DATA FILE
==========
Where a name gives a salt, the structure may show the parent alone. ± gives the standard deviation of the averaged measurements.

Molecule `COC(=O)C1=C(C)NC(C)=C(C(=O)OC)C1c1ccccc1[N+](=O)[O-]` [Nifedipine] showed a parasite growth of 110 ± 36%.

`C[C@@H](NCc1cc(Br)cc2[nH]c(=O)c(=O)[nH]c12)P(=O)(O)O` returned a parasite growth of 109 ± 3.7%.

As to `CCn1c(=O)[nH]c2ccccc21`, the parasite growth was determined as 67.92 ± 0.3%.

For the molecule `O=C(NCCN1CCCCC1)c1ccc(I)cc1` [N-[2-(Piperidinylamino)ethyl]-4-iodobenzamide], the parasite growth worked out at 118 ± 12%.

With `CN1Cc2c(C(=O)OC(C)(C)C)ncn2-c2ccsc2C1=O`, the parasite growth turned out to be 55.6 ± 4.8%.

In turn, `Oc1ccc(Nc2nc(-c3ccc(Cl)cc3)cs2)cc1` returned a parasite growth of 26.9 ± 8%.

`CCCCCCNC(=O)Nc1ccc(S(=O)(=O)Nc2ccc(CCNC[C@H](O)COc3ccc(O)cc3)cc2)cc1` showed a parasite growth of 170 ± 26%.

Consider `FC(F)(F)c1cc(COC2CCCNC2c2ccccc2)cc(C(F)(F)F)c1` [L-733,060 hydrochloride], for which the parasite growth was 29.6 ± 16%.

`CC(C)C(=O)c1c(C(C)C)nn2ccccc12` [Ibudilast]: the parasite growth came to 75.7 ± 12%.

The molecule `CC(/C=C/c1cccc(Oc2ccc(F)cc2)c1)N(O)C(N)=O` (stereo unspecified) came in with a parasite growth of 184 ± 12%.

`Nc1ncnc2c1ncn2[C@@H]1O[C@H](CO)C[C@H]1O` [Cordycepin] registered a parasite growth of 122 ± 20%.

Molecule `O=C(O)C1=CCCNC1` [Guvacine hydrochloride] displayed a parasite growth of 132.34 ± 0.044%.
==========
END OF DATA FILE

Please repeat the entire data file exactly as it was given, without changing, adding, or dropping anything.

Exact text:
Where a name gives a salt, the structure may show the parent alone. ± gives the standard deviation of the averaged measurements.

Molecule `COC(=O)C1=C(C)NC(C)=C(C(=O)OC)C1c1ccccc1[N+](=O)[O-]` [Nifedipine] showed a parasite growth of 110 ± 36%.

`C[C@@H](NCc1cc(Br)cc2[nH]c(=O)c(=O)[nH]c12)P(=O)(O)O` returned a parasite growth of 109 ± 3.7%.

As to `CCn1c(=O)[nH]c2ccccc21`, the parasite growth was determined as 67.92 ± 0.3%.

For the molecule `O=C(NCCN1CCCCC1)c1ccc(I)cc1` [N-[2-(Piperidinylamino)ethyl]-4-iodobenzamide], the parasite growth worked out at 118 ± 12%.

With `CN1Cc2c(C(=O)OC(C)(C)C)ncn2-c2ccsc2C1=O`, the parasite growth turned out to be 55.6 ± 4.8%.

In turn, `Oc1ccc(Nc2nc(-c3ccc(Cl)cc3)cs2)cc1` returned a parasite growth of 26.9 ± 8%.

`CCCCCCNC(=O)Nc1ccc(S(=O)(=O)Nc2ccc(CCNC[C@H](O)COc3ccc(O)cc3)cc2)cc1` showed a parasite growth of 170 ± 26%.

Consider `FC(F)(F)c1cc(COC2CCCNC2c2ccccc2)cc(C(F)(F)F)c1` [L-733,060 hydrochloride], for which the parasite growth was 29.6 ± 16%.

`CC(C)C(=O)c1c(C(C)C)nn2ccccc12` [Ibudilast]: the parasite growth came to 75.7 ± 12%.

The molecule `CC(/C=C/c1cccc(Oc2ccc(F)cc2)c1)N(O)C(N)=O` (stereo unspecified) came in with a parasite growth of 184 ± 12%.

`Nc1ncnc2c1ncn2[C@@H]1O[C@H](CO)C[C@H]1O` [Cordycepin] registered a parasite growth of 122 ± 20%.

Molecule `O=C(O)C1=CCCNC1` [Guvacine hydrochloride] displayed a parasite growth of 132.34 ± 0.044%.